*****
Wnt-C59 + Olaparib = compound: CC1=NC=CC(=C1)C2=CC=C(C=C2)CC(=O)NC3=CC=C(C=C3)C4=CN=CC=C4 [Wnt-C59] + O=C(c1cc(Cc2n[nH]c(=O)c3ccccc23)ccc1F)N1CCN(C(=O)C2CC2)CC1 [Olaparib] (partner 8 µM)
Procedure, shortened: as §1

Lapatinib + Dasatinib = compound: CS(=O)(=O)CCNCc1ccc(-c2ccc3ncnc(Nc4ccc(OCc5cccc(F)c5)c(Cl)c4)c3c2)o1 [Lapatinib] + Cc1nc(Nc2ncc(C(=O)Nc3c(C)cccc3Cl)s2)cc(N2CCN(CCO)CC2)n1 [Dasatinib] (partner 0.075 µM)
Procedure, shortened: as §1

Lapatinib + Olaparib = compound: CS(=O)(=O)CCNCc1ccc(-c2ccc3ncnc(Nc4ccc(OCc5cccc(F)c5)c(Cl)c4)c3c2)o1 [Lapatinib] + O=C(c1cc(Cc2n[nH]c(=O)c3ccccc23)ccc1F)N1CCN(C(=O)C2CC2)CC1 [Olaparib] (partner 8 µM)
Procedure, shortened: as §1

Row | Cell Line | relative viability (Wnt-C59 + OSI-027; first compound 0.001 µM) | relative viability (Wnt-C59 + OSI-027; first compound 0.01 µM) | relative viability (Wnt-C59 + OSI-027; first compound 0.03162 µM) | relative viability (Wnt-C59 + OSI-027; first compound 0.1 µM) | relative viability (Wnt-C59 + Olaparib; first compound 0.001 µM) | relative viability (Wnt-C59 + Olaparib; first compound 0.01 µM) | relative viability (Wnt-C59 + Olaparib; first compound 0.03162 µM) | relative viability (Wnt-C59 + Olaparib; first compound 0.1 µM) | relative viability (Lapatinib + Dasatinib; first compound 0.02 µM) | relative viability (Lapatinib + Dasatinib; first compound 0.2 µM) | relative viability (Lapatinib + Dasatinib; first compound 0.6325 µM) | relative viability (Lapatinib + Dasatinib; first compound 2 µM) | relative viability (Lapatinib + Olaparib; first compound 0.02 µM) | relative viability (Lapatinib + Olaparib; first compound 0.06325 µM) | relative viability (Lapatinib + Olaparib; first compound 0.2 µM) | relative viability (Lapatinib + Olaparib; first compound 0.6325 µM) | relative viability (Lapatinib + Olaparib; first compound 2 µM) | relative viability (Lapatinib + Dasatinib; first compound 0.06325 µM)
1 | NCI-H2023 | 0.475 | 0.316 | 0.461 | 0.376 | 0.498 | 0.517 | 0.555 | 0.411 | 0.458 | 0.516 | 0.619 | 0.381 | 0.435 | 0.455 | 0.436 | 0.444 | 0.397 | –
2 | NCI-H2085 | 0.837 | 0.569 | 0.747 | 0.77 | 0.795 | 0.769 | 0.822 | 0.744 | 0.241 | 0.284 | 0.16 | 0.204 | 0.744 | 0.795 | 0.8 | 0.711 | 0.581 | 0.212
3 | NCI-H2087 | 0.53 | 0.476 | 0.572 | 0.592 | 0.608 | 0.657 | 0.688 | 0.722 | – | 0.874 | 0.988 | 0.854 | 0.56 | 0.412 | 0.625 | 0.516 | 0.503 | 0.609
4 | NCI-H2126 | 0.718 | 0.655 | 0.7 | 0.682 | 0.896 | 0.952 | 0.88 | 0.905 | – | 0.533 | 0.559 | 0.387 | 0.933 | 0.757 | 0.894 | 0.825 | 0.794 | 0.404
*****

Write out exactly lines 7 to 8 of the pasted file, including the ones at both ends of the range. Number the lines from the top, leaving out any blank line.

Row | Cell Line | relative viability (Wnt-C59 + OSI-027; first compound 0.001 µM) | relative viability (Wnt-C59 + OSI-027; first compound 0.01 µM) | relative viability (Wnt-C59 + OSI-027; first compound 0.03162 µM) | relative viability (Wnt-C59 + OSI-027; first compound 0.1 µM) | relative viability (Wnt-C59 + Olaparib; first compound 0.001 µM) | relative viability (Wnt-C59 + Olaparib; first compound 0.01 µM) | relative viability (Wnt-C59 + Olaparib; first compound 0.03162 µM) | relative viability (Wnt-C59 + Olaparib; first compound 0.1 µM) | relative viability (Lapatinib + Dasatinib; first compound 0.02 µM) | relative viability (Lapatinib + Dasatinib; first compound 0.2 µM) | relative viability (Lapatinib + Dasatinib; first compound 0.6325 µM) | relative viability (Lapatinib + Dasatinib; first compound 2 µM) | relative viability (Lapatinib + Olaparib; first compound 0.02 µM) | relative viability (Lapatinib + Olaparib; first compound 0.06325 µM) | relative viability (Lapatinib + Olaparib; first compound 0.2 µM) | relative viability (Lapatinib + Olaparib; first compound 0.6325 µM) | relative viability (Lapatinib + Olaparib; first compound 2 µM) | relative viability (Lapatinib + Dasatinib; first compound 0.06325 µM)
1 | NCI-H2023 | 0.475 | 0.316 | 0.461 | 0.376 | 0.498 | 0.517 | 0.555 | 0.411 | 0.458 | 0.516 | 0.619 | 0.381 | 0.435 | 0.455 | 0.436 | 0.444 | 0.397 | –